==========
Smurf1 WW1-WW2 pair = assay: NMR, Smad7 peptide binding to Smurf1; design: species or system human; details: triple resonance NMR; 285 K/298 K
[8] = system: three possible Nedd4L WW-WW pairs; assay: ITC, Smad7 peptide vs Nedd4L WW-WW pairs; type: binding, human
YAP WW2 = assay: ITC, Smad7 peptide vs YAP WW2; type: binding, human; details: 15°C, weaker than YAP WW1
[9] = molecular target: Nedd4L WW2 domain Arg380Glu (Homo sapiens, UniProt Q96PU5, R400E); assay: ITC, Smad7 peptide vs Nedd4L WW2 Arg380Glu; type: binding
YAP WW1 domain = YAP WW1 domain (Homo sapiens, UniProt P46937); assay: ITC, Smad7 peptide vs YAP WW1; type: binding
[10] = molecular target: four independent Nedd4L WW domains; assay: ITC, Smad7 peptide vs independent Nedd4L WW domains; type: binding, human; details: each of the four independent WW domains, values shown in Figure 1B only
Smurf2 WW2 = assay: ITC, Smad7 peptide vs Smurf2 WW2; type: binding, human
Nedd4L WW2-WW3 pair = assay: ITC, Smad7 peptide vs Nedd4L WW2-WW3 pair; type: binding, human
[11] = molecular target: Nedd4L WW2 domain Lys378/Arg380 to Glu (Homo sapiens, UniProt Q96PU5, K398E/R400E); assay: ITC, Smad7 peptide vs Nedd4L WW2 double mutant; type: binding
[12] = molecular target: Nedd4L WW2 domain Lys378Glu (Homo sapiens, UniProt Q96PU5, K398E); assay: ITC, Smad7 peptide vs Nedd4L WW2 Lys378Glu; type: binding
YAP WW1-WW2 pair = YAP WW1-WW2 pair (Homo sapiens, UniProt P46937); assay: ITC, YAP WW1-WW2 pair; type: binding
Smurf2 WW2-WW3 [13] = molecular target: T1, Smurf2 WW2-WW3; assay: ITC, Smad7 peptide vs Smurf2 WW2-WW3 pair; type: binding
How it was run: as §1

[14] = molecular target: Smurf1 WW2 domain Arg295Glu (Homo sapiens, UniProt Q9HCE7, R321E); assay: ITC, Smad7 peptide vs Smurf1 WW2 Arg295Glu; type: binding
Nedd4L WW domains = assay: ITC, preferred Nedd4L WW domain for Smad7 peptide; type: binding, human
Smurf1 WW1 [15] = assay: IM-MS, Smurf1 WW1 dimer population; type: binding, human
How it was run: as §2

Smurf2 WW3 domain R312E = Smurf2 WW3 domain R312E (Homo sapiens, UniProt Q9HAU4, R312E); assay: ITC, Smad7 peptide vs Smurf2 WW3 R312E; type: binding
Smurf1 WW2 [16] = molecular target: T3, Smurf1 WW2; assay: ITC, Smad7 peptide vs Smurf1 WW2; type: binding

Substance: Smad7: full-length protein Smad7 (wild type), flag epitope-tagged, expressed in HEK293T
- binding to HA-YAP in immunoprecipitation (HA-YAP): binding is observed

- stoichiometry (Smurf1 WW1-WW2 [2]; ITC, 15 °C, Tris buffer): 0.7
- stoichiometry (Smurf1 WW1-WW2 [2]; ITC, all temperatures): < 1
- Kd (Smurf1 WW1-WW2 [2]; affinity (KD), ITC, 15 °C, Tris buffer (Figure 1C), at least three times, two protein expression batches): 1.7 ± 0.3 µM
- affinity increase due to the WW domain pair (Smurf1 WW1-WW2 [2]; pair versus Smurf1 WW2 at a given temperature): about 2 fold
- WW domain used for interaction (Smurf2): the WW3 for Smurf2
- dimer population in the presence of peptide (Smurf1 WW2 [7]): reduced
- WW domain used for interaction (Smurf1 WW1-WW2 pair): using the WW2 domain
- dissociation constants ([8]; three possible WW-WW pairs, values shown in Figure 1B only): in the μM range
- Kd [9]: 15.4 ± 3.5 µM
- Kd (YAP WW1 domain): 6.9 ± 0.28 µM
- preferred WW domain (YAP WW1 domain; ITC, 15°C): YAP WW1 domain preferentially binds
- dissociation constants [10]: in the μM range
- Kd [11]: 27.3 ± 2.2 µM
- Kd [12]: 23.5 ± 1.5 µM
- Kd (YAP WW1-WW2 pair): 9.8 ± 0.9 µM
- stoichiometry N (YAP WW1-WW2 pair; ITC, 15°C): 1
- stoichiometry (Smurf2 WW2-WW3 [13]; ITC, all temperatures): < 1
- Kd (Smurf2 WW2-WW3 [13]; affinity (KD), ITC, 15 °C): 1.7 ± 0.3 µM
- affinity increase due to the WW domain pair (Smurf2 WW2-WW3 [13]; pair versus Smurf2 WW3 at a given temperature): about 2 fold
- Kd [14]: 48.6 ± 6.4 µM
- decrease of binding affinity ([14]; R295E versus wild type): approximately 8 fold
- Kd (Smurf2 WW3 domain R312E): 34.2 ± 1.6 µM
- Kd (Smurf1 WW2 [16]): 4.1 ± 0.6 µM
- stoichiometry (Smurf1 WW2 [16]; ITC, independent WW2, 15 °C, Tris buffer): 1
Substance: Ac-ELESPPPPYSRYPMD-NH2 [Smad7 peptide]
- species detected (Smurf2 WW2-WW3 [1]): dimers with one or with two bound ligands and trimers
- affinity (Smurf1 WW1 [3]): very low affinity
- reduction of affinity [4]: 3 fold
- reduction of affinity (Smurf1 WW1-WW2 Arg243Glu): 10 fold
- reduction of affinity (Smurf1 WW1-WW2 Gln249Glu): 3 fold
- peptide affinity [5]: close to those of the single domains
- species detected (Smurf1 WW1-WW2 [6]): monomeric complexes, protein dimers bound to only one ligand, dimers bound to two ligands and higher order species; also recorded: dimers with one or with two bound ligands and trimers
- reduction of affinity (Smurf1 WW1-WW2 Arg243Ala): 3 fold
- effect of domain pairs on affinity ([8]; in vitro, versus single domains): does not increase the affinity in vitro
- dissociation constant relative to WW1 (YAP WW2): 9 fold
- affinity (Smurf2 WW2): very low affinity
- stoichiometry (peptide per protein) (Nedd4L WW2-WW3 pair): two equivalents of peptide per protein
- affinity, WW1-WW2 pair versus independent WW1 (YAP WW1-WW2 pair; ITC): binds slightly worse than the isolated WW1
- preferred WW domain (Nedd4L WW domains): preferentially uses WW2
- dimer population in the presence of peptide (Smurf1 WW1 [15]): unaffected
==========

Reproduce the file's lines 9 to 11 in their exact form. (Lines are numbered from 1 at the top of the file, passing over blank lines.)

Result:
[11] = molecular target: Nedd4L WW2 domain Lys378/Arg380 to Glu (Homo sapiens, UniProt Q96PU5, K398E/R400E); assay: ITC, Smad7 peptide vs Nedd4L WW2 double mutant; type: binding
[12] = molecular target: Nedd4L WW2 domain Lys378Glu (Homo sapiens, UniProt Q96PU5, K398E); assay: ITC, Smad7 peptide vs Nedd4L WW2 Lys378Glu; type: binding
YAP WW1-WW2 pair = YAP WW1-WW2 pair (Homo sapiens, UniProt P46937); assay: ITC, YAP WW1-WW2 pair; type: binding